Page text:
2. Critique of Material

Contrasted with N.T. Wright’s chapters which I found generally more persuasive, I disagreed with Dr. Borg on several points, and I was surprised at some of the positions that Dr. Borg took. For example, consider Dr. Borg’s lofty portrayal of Jesus and his work: “’God raised Jesus from the dead’…. Jesus lives, and Jesus is Lord.” (p. 129.) This surprise was born out of the fact that Dr. Borg ultimately cuts off the branch under which he sits.

As noted above, Dr. Borg’s general theme is that the gospels are not historically accurate (at least not in all respects), and that they are metaphorized. He suggests that they have been doctored by those with agendas. With this general approach in mind, if we focus on a core tenet of Christianity, Easter, we can see that Dr. Borg’s analysis is ultimately unpersuasive and flawed. He evidently realizes that Christianity is essentially moribund without Easter. “Easter is utterly central to Christianity.” (p. 129.) As a result, he freely acknowledges his assent to its reality, and then digs out its underpinnings--the gospels. (p. 130.) So, left with no historical or scriptural support, he is left to arguing that it is solely a matter of faith to accept the Jesus of faith. This inconsistency is not very persuasive.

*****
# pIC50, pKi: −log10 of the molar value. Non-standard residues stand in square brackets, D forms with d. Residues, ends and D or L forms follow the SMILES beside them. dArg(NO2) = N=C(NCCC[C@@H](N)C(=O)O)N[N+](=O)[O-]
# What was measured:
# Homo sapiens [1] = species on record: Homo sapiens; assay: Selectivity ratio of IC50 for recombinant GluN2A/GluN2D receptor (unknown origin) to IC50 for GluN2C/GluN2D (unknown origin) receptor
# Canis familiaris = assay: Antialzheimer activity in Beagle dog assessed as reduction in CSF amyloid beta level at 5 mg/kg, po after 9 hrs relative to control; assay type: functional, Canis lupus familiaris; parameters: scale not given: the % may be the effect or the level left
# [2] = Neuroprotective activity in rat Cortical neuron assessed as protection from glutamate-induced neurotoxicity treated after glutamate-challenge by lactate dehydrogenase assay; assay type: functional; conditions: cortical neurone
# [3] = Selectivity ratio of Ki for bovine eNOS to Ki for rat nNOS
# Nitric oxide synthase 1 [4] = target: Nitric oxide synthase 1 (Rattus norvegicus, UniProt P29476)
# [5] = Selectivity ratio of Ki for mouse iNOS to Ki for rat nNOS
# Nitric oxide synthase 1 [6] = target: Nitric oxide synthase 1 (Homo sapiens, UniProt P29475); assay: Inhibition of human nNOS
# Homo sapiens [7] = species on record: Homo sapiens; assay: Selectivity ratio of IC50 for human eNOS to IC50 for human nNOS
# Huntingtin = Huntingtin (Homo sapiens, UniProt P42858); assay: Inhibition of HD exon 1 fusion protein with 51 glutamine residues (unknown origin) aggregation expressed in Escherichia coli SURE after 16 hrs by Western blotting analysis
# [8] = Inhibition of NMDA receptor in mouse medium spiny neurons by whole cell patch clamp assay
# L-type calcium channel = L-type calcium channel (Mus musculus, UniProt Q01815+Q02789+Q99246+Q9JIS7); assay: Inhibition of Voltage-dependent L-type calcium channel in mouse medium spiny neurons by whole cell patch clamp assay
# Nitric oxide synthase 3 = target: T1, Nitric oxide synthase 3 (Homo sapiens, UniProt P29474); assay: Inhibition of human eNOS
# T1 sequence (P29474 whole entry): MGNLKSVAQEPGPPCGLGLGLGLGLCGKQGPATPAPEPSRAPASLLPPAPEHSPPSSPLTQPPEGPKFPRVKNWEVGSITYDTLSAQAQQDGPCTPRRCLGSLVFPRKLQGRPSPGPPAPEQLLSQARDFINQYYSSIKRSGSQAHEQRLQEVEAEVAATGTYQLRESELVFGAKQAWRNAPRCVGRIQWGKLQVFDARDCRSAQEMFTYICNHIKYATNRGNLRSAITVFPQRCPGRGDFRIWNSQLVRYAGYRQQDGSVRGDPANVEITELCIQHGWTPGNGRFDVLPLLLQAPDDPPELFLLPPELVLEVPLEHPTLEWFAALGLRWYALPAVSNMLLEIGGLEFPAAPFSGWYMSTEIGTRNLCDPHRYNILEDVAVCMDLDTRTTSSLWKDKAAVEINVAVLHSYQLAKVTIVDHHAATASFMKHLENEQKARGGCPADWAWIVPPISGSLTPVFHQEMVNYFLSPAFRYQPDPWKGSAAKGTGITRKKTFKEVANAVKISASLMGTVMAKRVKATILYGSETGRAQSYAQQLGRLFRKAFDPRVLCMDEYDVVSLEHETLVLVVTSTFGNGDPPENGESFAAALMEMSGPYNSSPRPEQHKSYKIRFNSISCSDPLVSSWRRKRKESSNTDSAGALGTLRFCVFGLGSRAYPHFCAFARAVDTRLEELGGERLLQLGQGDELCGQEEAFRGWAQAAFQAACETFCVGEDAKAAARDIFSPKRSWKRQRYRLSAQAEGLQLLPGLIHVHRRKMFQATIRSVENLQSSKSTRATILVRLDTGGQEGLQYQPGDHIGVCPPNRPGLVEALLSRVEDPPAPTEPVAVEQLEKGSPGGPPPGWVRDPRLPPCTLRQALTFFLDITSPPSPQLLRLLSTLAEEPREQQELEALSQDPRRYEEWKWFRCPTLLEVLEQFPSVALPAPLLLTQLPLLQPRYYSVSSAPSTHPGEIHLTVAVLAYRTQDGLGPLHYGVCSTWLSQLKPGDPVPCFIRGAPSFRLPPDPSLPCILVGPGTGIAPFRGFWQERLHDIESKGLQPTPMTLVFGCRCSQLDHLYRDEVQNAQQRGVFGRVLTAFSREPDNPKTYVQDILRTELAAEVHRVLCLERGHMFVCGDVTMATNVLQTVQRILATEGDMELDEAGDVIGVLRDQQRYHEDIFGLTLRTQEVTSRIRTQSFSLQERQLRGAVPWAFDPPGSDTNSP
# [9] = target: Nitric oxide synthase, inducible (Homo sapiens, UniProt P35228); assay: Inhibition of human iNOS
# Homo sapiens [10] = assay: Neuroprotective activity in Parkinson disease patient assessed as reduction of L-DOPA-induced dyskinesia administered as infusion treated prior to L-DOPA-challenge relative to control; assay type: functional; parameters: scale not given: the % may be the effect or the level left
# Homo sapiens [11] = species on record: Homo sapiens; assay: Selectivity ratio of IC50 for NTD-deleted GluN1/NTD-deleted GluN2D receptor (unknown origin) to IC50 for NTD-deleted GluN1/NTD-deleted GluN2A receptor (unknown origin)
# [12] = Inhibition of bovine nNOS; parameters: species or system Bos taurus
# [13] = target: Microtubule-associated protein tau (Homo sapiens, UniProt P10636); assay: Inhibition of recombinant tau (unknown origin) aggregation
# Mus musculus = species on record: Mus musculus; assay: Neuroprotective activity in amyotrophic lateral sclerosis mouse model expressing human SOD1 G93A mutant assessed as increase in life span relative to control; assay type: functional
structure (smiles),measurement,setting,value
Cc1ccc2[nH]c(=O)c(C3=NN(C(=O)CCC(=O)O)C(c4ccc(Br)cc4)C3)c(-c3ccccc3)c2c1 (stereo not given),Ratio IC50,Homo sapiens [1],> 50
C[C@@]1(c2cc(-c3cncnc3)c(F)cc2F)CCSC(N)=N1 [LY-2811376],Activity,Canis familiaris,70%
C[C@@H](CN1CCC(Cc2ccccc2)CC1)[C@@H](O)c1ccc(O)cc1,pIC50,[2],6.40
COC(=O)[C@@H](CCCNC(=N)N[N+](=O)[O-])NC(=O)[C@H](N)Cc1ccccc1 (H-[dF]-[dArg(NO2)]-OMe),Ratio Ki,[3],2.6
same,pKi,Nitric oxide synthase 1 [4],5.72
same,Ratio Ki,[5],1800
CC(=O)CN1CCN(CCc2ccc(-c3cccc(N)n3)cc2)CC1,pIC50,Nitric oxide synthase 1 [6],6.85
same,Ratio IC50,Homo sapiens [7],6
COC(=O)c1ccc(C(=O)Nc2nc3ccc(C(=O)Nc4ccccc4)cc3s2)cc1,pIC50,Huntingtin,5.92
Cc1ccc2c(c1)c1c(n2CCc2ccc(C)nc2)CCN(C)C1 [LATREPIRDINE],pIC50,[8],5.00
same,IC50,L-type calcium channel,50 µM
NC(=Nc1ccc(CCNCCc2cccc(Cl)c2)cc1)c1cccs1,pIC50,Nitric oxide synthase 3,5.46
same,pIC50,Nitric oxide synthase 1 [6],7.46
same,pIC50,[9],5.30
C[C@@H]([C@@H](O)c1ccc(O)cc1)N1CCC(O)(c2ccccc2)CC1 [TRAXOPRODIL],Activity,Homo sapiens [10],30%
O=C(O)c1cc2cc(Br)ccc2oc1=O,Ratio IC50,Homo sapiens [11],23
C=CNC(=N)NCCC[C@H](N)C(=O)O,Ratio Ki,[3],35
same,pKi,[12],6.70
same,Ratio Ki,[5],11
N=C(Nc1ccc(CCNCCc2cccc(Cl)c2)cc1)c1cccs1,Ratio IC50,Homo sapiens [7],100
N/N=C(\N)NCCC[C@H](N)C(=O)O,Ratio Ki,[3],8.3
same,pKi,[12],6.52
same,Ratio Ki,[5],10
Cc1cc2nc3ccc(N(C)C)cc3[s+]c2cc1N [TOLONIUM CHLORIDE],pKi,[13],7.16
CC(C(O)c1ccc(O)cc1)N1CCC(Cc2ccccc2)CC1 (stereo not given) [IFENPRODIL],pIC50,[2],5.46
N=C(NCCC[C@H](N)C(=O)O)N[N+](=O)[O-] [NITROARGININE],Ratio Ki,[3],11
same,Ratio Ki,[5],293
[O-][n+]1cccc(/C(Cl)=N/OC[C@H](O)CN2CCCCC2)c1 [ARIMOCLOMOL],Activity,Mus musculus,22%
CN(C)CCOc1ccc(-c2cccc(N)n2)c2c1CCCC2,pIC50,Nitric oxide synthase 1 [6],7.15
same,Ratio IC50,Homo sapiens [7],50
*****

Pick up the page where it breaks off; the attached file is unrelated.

Without a high view of scripture, there is really nothing to support the view of Easter that Dr. Borg holds. Then coupled with the fact that each brings his or her worldview into the picture, and then he or she freely views and interprets these matters only through these worldviews, there is little confidence inspired by Dr. Borg’s analysis that his view is worthy of acceptance.